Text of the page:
To prove my incredible range, I’m now going to segue from an ex-opera diva’s administrative send-off to a tag sale of racy goods at a closed s&m bar. (Damn, I’m good.) A sort of Lincoln Center for institutionalized pain, the L.U.R.E.—it stands for Leather Uniform Rubber Etc.—was a popular Meat Market fetish haven for nine years, starting way before Stella McCartney and Belgian restaurants made the neighborhood really kinky. The richly atmospheric nipples-and-poppers palace was recently shuttered, a victim of the gentrified area’s skyrocketing rents and escalating post-9-11 insurance rates. (The smoking ban would have killed it too; L.U.R.E. clients were incomplete without smoldering cigars, especially the ones put out on their foreheads.)

Last week, the joint sold off its artifacts, which specialized in tough-guy posturing and leathery lust, though a surprising number of them dabbled in wispy angel-wing imagery. (The paintings of flying dicks make you long to be an air traffic controller.) S&m paraphernalia has never been so sentiment-drenched; we stood there nearly sobbing over stuff like the historically hurtful St. Andrews bondage cross with chains, though I wasn’t broken up enough to bid on it. At least if the place turns into another Belgian restaurant—the kind that gives tastings—there are probably waffle irons already on the premises. (PS: Last week, Sex and the City shot outside the L.U.R.E. space—Samantha lives upstairs—and will allude, I hear, to how the nabe’s changing face is providing less sex in the city.)

Proof that nostalgia is what it used to be came at the Museum of Television and Radio, where producer Bob Booker presented a dazzling bunch of clips from his splashy ’70s TV specials. After an Elvis Presley segment, Booker told the crowd, “The good news is that last week Lisa Marie sold one and a half million albums. The bad news is they were her father’s!”

The good news for me was a recent offer to host a benefit dinner for some new “lukemia” (sic) society. The bad news was the follow-up message, which asked, “How do you feel about leukemia? I guess I should have asked you that the first time.” (Gee, I guess I don’t like it.) The organizer also noted, “I am looking for a doctor who will be able to give an informative speech about the causes and effects of leukemia. If you know of anyone, please let me know!” OK, so a leukemia society needed a nightlife columnist—who doesn’t know white blood cells from white clam sauce—to help find a specialist to grace their big fundraiser? Something smelled rotten here. I bailed and went right back to club events that help no one.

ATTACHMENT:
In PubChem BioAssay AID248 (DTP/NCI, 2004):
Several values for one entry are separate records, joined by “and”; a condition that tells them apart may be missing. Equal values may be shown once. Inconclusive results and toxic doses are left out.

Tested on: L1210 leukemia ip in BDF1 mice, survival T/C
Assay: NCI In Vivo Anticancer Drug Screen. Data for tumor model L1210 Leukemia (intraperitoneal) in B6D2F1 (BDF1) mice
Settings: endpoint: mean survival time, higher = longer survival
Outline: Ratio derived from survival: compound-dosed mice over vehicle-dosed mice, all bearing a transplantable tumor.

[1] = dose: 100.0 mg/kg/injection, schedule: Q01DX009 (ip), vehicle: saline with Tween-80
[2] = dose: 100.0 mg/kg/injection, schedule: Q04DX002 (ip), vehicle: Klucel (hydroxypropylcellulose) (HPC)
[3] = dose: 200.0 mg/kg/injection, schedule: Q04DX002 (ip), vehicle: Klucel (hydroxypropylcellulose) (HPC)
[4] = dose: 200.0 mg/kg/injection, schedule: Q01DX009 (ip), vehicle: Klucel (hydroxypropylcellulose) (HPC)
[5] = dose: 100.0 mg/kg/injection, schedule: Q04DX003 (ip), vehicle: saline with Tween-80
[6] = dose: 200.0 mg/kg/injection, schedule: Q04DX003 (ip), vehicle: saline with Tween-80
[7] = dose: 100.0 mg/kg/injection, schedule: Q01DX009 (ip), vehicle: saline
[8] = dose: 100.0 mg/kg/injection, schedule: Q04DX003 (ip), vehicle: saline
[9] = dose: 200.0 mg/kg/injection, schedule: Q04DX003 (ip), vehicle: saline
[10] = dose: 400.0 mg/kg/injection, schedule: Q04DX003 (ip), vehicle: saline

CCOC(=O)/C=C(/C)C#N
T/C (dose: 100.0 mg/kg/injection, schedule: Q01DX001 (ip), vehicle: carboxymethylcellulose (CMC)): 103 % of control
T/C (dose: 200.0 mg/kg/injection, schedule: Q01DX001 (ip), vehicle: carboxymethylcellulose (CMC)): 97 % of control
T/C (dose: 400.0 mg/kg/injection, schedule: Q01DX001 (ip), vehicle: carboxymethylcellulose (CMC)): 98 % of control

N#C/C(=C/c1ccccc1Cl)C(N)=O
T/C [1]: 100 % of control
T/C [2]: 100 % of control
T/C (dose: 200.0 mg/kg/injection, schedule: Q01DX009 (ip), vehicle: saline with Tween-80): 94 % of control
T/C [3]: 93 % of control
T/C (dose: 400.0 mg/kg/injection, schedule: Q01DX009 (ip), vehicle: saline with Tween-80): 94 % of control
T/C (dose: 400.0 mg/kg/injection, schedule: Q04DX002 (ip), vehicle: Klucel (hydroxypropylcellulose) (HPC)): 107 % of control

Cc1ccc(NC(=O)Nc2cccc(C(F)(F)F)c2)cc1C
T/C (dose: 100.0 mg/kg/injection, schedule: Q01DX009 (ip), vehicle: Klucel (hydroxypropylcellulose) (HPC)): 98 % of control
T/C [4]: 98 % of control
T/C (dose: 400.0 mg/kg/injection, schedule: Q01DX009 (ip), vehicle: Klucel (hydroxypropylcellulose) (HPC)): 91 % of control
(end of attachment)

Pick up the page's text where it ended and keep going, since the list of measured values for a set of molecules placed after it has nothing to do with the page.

But that only found more problems. As I left the gay bash Beige last week, a bunch of incongruous-looking people were trying to get in, a particularly tacky woman telling doorman Derek Neen that she goes there all the time. Neen didn’t buy that—it reeked of four-day-old fish—and besides, the place was so crowded, he had to draw the line somewhere. The woman shrieked something about how no straight people were allowed in and the whole gang instead bounced into Swift next door for some pints. I followed them right in like a maniac, because the guy the woman was attached to happened to be internationally famous race-car driver Jeff Gordon! (Not one Beige-er had even recognized him; it’s not an ESPN type of place. I only knew his face from reading The Enquirer.)

“I’m his girlfriend,” the woman forcefully explained to me when approached. “I’m in the fashion business and we were meeting my stylist and we didn’t know it was gay night. Because of my business, Jeff has to deal with that all the time.” I bet he does. The driver nicely muttered something about how the club seemed fine anyway, and I split like a race car.

Meanwhile, my sources spotted that Trading Spaces hunk over at the East Side Club the other night. I’m sure he was just there to spruce up the decor and make the room into a vagina.

This article from the Village Voice Archive was posted on April 22, 2003